One of the most important NGO-led efforts to fight climate change is the Science-Based Targets initiative (SBTi), a collaborative effort launched in 2015 by four organizations: CDP (formerly the Carbon Disclosure Project); the UN Global Compact; the World Resources Institute; and the World Wide Fund for Nature. The organization evaluates companies’ emission reduction targets to ensure alignment with the science behind the Paris Agreement goals of limiting warming to 1.5°C.
The G7’s leading stock indexes are currently not aligned with a 1.5°C or 2°C target, according to new research by the Carbon Disclosure Project (CDP) and the UN Global Compact.
If unchanged, the current climate ambitions of the indexes’ constituents would lead to an average temperature pathway of 2.95°C, causing catastrophic events and irreversibly altering the climate equilibrium of the planet.
However, despite the unsettling findings, momentum for climate action is growing. Non-governmental organizations and the private sector are stepping up their efforts, launching decarbonization initiatives that are driving down greenhouse gas emissions in virtually every industry and region of the globe.
A market-based mechanism for climate action is emerging
The financial industry is adding more pressure for net-zero, warning that climate risk is financial risk. Large asset managers are beginning to vote against the management of companies they believe are not adequately addressing climate risk in their business strategies.
Together, these forces are creating a market-based mechanism in which climate action is becoming a competitive differentiator. Companies taking climate action can expect to attract more – and more loyal – customers, partners, and employees. Other things being equal, this will drive profits and win favor with investors. These interlocking forces create what we call a “climate action feedback loop” that rewards and reinforces corporate climate action, prompting more of it. The feedback loop is helping to accomplish what governments have not yet achieved.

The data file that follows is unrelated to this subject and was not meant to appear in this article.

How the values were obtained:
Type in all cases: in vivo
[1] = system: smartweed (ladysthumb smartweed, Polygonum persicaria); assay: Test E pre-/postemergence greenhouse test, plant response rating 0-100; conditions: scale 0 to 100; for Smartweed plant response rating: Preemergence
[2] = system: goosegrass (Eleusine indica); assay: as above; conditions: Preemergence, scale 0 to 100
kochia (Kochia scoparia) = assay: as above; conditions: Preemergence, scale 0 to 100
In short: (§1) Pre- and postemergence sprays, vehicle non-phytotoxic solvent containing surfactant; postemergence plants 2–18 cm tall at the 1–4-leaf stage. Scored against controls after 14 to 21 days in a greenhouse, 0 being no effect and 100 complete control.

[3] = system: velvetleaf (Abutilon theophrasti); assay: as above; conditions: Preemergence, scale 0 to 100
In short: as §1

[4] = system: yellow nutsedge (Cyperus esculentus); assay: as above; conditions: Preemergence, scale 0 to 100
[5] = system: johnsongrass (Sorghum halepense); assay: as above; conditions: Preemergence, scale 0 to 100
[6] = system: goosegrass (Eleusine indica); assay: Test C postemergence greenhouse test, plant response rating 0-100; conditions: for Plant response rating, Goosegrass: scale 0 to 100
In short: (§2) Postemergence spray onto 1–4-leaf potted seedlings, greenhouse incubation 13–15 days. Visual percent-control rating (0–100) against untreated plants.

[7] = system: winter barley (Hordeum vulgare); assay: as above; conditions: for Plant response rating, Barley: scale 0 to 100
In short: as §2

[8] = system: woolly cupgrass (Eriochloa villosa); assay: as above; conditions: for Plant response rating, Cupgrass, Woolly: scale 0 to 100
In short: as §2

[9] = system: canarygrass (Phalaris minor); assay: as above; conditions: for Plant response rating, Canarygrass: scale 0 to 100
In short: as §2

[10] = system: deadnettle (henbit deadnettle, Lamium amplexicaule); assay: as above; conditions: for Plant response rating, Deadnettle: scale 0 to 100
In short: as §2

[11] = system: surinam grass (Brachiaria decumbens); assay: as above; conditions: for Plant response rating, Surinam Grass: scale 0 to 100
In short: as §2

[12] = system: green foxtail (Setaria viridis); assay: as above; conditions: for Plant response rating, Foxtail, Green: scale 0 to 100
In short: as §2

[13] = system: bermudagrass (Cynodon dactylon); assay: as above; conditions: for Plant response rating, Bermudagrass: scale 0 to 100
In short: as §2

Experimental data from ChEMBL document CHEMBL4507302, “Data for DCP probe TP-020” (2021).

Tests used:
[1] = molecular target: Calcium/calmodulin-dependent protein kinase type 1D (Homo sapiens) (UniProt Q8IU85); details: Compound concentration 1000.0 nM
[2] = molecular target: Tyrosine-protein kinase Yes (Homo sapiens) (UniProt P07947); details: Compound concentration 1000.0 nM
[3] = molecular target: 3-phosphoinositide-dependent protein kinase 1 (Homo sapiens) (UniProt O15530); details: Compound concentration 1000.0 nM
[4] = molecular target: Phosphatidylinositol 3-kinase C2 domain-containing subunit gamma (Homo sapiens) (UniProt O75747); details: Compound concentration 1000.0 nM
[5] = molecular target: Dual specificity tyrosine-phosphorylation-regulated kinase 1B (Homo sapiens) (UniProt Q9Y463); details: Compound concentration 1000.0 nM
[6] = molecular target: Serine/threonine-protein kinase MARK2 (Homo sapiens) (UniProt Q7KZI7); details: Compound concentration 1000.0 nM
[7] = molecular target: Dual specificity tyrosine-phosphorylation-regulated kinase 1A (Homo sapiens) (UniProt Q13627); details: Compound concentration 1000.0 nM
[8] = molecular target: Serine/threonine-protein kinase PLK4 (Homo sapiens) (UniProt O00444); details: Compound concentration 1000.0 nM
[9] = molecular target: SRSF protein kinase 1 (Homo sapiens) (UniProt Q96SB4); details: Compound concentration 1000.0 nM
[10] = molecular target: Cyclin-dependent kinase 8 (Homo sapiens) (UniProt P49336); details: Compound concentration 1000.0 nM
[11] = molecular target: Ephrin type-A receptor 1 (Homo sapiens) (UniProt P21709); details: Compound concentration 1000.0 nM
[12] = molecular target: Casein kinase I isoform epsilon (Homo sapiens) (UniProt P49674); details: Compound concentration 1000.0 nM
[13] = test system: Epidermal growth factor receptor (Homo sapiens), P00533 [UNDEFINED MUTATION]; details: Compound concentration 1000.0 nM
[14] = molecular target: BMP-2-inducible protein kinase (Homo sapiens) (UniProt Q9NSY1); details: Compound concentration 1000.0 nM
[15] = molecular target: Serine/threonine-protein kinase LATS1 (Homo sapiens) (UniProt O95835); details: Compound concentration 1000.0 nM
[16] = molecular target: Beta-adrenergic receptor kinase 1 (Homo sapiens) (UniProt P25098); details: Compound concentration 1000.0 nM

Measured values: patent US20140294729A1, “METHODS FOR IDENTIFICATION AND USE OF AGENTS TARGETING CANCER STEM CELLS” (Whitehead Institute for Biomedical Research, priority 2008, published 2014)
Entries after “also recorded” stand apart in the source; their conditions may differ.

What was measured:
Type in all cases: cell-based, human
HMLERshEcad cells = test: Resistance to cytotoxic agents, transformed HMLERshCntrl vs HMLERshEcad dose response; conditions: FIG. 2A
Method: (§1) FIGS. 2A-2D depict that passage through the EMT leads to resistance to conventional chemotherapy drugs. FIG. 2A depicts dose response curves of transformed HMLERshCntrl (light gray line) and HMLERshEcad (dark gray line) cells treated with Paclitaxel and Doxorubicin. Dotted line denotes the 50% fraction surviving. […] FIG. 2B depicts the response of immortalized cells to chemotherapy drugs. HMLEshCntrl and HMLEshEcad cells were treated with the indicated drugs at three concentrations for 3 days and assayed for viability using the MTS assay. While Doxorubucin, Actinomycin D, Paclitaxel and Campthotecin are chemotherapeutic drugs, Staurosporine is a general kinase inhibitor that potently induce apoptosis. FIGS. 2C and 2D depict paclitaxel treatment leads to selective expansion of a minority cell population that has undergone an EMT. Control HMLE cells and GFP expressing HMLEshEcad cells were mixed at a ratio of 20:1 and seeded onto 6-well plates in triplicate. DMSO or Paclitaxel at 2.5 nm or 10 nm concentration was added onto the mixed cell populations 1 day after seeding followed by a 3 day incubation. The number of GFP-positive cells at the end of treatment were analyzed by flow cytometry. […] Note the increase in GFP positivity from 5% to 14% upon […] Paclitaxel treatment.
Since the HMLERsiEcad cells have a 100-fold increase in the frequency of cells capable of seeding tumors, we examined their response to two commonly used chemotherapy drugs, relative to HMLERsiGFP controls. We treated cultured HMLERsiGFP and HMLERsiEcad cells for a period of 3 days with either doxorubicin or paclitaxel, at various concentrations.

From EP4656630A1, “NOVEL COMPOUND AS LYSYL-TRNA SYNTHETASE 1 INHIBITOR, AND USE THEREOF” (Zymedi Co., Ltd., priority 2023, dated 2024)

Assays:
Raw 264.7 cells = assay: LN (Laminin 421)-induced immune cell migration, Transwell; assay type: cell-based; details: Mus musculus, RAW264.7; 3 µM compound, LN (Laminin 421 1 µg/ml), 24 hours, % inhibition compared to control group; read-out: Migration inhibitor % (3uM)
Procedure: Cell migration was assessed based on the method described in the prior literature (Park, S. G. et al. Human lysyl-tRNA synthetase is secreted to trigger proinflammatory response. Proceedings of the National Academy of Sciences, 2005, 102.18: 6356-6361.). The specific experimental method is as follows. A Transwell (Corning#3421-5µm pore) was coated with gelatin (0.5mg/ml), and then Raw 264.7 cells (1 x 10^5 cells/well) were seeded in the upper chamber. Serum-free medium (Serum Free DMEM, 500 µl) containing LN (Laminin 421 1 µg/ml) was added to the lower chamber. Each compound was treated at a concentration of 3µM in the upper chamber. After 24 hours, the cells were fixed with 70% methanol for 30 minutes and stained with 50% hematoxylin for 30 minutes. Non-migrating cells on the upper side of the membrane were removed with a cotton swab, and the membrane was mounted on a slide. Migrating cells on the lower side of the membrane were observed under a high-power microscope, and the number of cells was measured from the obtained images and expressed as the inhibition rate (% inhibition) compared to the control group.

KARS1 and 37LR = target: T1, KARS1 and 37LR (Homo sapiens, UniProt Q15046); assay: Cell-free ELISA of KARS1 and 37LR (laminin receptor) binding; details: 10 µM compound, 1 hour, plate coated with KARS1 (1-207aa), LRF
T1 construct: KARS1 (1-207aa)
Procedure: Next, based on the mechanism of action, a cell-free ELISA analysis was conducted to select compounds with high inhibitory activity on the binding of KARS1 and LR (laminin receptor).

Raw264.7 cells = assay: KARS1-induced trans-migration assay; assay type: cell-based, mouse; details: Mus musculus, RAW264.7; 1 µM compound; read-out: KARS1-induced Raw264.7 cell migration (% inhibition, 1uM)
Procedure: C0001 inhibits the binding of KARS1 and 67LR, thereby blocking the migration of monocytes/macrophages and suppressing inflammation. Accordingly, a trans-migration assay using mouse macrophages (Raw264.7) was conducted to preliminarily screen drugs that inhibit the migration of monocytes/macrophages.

SBTi participation benefits both companies and stakeholders
By providing external, accredited validation for a company’s emission reduction commitments, SBTi facilitates scrutiny and promotes accountability. It thereby reduces greenwashing, the practice of overstating the sustainability credentials of companies’ products and activities. Businesses achieve reputational benefits for setting and meeting greenhouse gas (GHG) reduction targets.
The process of setting and meeting science-based targets can spur innovation and help to minimize legal and regulatory problems. Customers and investors, in turn, can more easily distinguish between committed companies and those paying lip-service to the idea. Investors (both institutional and individual) can more easily factor companies’ climate performance into their investment decisions.
Participation is accelerating, and producing results
According to SBTi, more than 1,400 companies representing more than 20% of global market capitalization (more than $20.5tn) have committed to participate. So far, SBTi has approved targets for more than 717 companies across all economic sectors, including the highest-emitting ones such as cement, power, and steel. SBTi analyzed a subset of 338 companies and found that they had reduced their annual emissions by 25% between 2015 and 2019.
Furthermore, in spite of Covid-19, 370 organizations joined SBTi between November 2019 and October 2020, an average of 31 companies a month – more than double the rate from 2015 to 2019. This clearly shows the initiative gaining momentum and becoming one of the leading emissions reduction schemes globally.
While the initiative should strengthen its auditing and accountability mechanisms, it offers great tools for any company wishing to take serious climate action. It’s an all-hands-on-deck moment that calls for an holistic approach involving regulation, voluntary action, technology innovation, and self-interested action by companies seeking competitive advantage. Inaction is not an option, and G7 countries should be leading the way with ambitious and actionable climate targets.
Read GlobalData’s Climate Change report to find out more about this critical issue and best practices across over 25 sectors.